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TOM BREWER: Looking to new Convention of States proposal

TOM BREWER: Looking to new Convention of States proposal

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With the next legislative session just a couple weeks away, I’m reminded of the flurry of new bills that will be introduced by the forty-nine senators. Of the hundreds of bills, there will be a new Convention of States (COS) resolution introduced by my friend Sen. Steve Halloran. When two-thirds of the states (34) have made “application” to Congress, a meeting of states will be called and they will propose amendments to the federal constitution.

Article five provides two ways to propose amendments to the federal constitution; the first way is two-thirds of both the House and the Senate can propose an amendment.

The second way is when two-thirds of the States make application to the Congress it “shall” call a convention where the states get together and propose amendments.

In either case, three-fourths (38) of the states must ratify the amendment before it becomes part of the constitution. This safeguard applies equally to both methods. Thirty-three amendments have been proposed in the history of the country. Twenty-seven of these proposed amendments have been ratified. The process works.

The second part of article five was written on the next to the last day of the Constitutional Convention. As the delegates read the final draft of the Constitution, they had just spent six months creating, Colonel George Mason of Virginia was worried. Article five in the final draft only had the two-thirds of Congress method to propose amendments. He argued: “Col Mason thought the plan of amending the Constitution exceptionable & dangerous. As the proposing of amendments is in both the modes to depend, in the first immediately, in the second, ultimately, on Congress, no amendments of the proper kind would ever be obtained by the people, if the Government should become oppressive, as he verily believed would be the case.” (See Madison’s notes 15 Sep 1787).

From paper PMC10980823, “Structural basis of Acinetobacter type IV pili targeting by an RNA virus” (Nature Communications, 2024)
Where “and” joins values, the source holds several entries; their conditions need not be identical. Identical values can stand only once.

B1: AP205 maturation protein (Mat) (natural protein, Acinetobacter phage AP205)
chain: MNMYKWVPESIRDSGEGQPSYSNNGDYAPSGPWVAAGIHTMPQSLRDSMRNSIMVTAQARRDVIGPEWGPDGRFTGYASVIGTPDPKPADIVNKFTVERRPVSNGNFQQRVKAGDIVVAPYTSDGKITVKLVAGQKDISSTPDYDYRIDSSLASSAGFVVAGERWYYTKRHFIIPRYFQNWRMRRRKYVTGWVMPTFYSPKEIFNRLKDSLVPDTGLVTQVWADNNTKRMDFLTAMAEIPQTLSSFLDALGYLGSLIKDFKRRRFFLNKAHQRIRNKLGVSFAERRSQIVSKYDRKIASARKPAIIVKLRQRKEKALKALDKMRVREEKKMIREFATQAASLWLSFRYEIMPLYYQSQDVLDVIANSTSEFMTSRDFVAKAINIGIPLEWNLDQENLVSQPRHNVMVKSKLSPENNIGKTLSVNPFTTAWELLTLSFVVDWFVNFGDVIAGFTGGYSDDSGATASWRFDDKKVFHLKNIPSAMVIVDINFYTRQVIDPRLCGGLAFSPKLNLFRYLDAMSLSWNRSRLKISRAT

Should the new federal government the states had just created ever someday grow too large and oppressive, Mason felt there was no way Congress would ever propose an amendment to correct itself. Of all the many hundreds of motions and amendments to the text of the constitution that had been made at the constitutional convention, the change adding the second method of proposing amendments by the states was passed unanimously without debate.

Fifteen states have made application so far. I hope we have the votes for Nebraska to be the 16th. I believe the states need to restrain the federal creature they created.

If 2020 has taught us anything, I believe it is clear the day Colonel Mason feared has arrived.

Please contact my office with any comments, questions, or concerns. Email me at tbrewer@leg.ne.gov, mail a letter to Sen. Tom Brewer, Room #1101, P.O. Box 94604, Lincoln, NE 68509, or call us at 402-471-2628.

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